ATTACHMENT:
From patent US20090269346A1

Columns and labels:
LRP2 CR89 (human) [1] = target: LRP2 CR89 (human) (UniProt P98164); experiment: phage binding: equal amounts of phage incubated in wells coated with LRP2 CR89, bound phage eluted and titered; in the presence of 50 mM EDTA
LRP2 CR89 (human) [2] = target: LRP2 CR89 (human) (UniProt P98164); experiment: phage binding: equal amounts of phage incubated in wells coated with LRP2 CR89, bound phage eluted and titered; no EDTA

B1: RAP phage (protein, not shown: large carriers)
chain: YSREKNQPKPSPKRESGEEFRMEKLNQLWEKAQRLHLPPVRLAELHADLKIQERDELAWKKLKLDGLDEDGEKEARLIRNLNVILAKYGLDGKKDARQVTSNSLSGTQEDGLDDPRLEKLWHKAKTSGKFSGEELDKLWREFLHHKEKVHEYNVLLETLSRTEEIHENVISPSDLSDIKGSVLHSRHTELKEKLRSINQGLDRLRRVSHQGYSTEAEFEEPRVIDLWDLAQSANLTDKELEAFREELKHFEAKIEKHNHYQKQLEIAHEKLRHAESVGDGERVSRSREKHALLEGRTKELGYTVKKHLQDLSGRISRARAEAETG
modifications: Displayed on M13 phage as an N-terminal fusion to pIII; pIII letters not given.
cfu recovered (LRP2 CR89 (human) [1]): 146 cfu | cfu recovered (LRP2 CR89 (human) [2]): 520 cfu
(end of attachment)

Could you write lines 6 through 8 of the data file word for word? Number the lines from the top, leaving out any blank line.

chain: YSREKNQPKPSPKRESGEEFRMEKLNQLWEKAQRLHLPPVRLAELHADLKIQERDELAWKKLKLDGLDEDGEKEARLIRNLNVILAKYGLDGKKDARQVTSNSLSGTQEDGLDDPRLEKLWHKAKTSGKFSGEELDKLWREFLHHKEKVHEYNVLLETLSRTEEIHENVISPSDLSDIKGSVLHSRHTELKEKLRSINQGLDRLRRVSHQGYSTEAEFEEPRVIDLWDLAQSANLTDKELEAFREELKHFEAKIEKHNHYQKQLEIAHEKLRHAESVGDGERVSRSREKHALLEGRTKELGYTVKKHLQDLSGRISRARAEAETG
modifications: Displayed on M13 phage as an N-terminal fusion to pIII; pIII letters not given.
cfu recovered (LRP2 CR89 (human) [1]): 146 cfu | cfu recovered (LRP2 CR89 (human) [2]): 520 cfu